Entertainment Industry Lawyer Predicts The Demise Of Free Culture
from the logical-inconsistencies dept
But, indeed, that appears to be what Castle is saying, predicting the demise of free culture based on some incredibly weak logic that doesn't pass the basic laugh test. I read the whole thing a few times and the logic was so twisted that I finally had to try to work backwards to figure out what he was claiming, and eventually realized that his position on copyright seems to coincide with Douglas Adam's old saying:
1) everything that's already in the world when you're born is just normal;So how does this apply to Castle's logic? Well, as far as I can tell, Castle's logical thought train runs as follows:
2) anything that gets invented between then and before you turn thirty is incredibly exciting and creative and with any luck you can make a career out of it;
3) anything that gets invented after you're thirty is against the natural order of things and the beginning of the end of civilisation as we know it until it's been around for about ten years when it gradually turns out to be alright really.
- Free culture is an economic fallacy, and is close to its demise.
- Pop culture is important in winning over the "hearts and minds" of people who hate us
- The only reason pop culture exists is because people earn money from it
- Free culture fanatics don't get any of this and think that there's a battle going on between Silicon Valley (innovation) and Hollywood
- These clueless free culture idiots are demanding government-mandated licenses and government-mandated prices
- They claim this is needed because of market failure.
- But there is no market if we don't respect "basic economic rights" (i.e., "copyright")
- If we don't respect those "basic economic rights" then the internet gets polluted with junk
- Then pop culture creators are lost forever, because they can't make money
- So, the government must protect these "fundamental economic liberties" (i.e., "copyright"), but not do anything else, because then we might not win over the hearts and minds of our enemies.
- Because of that, we're witnessing the end of people believing in this bogus idea of free culture.
And, of course, there are tons of other logical fallacies in this piece. Even if we grant that points 2 and 3 are true, he seems to be jumping back to that old lie that support of "free culture" means that artists don't earn money. It's a fallacy that runs throughout the piece, and of course is totally bogus. We've spent about a decade chronicling ways that content creators are embracing "free culture" and making more money because of that. It's getting ridiculous how many times it needs to be repeated but: giving away ONE THING for FREE, does NOT MEAN that you don't make money. Once you recognize that, Castle's entire argument falls apart (as does the entire reason that Arts+Labs exists... but that's another issue).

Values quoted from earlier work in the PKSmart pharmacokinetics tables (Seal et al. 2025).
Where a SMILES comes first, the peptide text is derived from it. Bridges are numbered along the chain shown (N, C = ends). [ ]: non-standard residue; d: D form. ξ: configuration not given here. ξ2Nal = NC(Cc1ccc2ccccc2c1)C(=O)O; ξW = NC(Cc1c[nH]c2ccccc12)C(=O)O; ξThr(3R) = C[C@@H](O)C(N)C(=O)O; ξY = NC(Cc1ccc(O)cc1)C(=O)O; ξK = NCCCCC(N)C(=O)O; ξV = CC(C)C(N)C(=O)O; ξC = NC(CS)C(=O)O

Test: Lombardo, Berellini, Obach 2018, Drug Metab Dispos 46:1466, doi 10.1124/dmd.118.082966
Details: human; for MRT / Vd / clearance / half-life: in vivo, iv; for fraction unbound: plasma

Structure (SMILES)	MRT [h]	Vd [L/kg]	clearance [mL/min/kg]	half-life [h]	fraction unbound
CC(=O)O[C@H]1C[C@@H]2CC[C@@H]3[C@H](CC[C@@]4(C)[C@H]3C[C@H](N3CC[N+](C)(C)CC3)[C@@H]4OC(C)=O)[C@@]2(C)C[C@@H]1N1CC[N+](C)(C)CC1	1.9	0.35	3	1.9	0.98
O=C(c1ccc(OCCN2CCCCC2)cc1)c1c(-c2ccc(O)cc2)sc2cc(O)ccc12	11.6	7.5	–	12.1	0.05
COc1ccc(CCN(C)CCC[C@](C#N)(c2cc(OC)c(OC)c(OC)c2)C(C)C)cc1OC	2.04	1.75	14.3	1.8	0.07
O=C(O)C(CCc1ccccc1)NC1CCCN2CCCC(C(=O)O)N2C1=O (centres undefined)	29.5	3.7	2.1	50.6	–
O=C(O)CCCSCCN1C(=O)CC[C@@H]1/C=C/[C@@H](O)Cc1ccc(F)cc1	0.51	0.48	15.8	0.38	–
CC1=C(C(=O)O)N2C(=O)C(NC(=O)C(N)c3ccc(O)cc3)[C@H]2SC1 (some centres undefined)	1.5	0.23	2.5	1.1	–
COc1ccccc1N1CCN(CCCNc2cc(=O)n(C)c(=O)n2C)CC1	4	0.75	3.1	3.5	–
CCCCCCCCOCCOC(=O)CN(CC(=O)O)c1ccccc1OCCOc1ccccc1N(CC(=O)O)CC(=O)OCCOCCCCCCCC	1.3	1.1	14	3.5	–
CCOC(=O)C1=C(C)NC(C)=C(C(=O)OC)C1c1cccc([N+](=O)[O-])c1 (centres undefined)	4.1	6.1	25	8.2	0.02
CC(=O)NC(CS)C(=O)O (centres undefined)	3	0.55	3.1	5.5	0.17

The other characterizations that Castle makes about "free culture" supporters are total strawmen. While there may have been some who set up a "battle" between Silicon Valley and Hollywood, I actually don't see that very much at all. I live in Silicon Valley and am pretty involved in talking about these issues with plenty of people, and it's rarely framed that way at all. Most folks are simply looking at ways to help enable the market to be more efficient, knowing that doing so benefits everyone. There's no "against" anyone -- other than those who want to somehow block this efficiency because they prefer to rest on their laurels and old gov't granted monopolies. The innovators in Silicon Valley aren't trying to stick it to Hollywood. They're trying to provide better tools to enable content creators of all kinds to create, share, promote, distribute and experience content.
Also, I'm curious which "free culture" academics "beat the drum for a government-mandated compulsory license and government-mandated pricing for all content." I've yet to see any. Yes, there are some who have suggested voluntary licensing, but I'm not aware of any who are pushing for government mandated pricing of all content. I, for one, am vehemently against such things.
Finally, after bashing these "free culturists" for not understanding "basic economics" and insisting that free culture has no economic basis, Castle flunks his economics final by stating: "Absent these rights there is no market, and therefore there can be no market failure." I may have to break out the red grading marker on this one to explain the F grade. Mr. Castle, I'm afraid you've incorrectly defined your market. It's a rookie mistake. "Free" doesn't mean there's no market. Down there in sunny Los Angeles, television has been quite a successful business... which gives its content away for free. And it works, because they put in place a business model that leverages the free content to make money. How hard is it for Castle to realize that there are other business models for the music industry as well? How many examples must we show before he realizes that free doesn't mean you don't get paid? And, finally, why is Arts+Labs allowing such ridiculously illogical thinking to appear on its website as commentary?